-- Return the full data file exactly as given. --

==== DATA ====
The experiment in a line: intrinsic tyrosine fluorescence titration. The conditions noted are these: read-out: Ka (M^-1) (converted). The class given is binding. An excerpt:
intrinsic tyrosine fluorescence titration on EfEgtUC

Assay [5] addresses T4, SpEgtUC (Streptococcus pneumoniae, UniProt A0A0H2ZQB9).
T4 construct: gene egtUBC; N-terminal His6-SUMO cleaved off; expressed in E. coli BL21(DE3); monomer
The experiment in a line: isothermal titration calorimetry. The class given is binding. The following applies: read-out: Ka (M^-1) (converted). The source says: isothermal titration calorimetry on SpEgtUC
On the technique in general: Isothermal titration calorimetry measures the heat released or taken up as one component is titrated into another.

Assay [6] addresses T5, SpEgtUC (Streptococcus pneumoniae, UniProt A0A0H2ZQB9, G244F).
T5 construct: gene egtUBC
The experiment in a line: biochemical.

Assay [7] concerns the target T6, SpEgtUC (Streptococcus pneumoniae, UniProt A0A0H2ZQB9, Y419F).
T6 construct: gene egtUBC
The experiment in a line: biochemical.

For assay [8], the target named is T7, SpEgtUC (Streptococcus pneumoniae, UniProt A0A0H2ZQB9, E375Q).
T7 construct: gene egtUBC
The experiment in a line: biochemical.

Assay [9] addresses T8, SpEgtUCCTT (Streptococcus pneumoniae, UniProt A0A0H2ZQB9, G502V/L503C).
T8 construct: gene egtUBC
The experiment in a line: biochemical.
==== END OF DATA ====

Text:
The experiment in a line: intrinsic tyrosine fluorescence titration. The conditions noted are these: read-out: Ka (M^-1) (converted). The class given is binding. An excerpt:
intrinsic tyrosine fluorescence titration on EfEgtUC

Assay [5] addresses T4, SpEgtUC (Streptococcus pneumoniae, UniProt A0A0H2ZQB9).
T4 construct: gene egtUBC; N-terminal His6-SUMO cleaved off; expressed in E. coli BL21(DE3); monomer
The experiment in a line: isothermal titration calorimetry. The class given is binding. The following applies: read-out: Ka (M^-1) (converted). The source says: isothermal titration calorimetry on SpEgtUC
On the technique in general: Isothermal titration calorimetry measures the heat released or taken up as one component is titrated into another.

Assay [6] addresses T5, SpEgtUC (Streptococcus pneumoniae, UniProt A0A0H2ZQB9, G244F).
T5 construct: gene egtUBC
The experiment in a line: biochemical.

Assay [7] concerns the target T6, SpEgtUC (Streptococcus pneumoniae, UniProt A0A0H2ZQB9, Y419F).
T6 construct: gene egtUBC
The experiment in a line: biochemical.

For assay [8], the target named is T7, SpEgtUC (Streptococcus pneumoniae, UniProt A0A0H2ZQB9, E375Q).
T7 construct: gene egtUBC
The experiment in a line: biochemical.

Assay [9] addresses T8, SpEgtUCCTT (Streptococcus pneumoniae, UniProt A0A0H2ZQB9, G502V/L503C).
T8 construct: gene egtUBC
The experiment in a line: biochemical.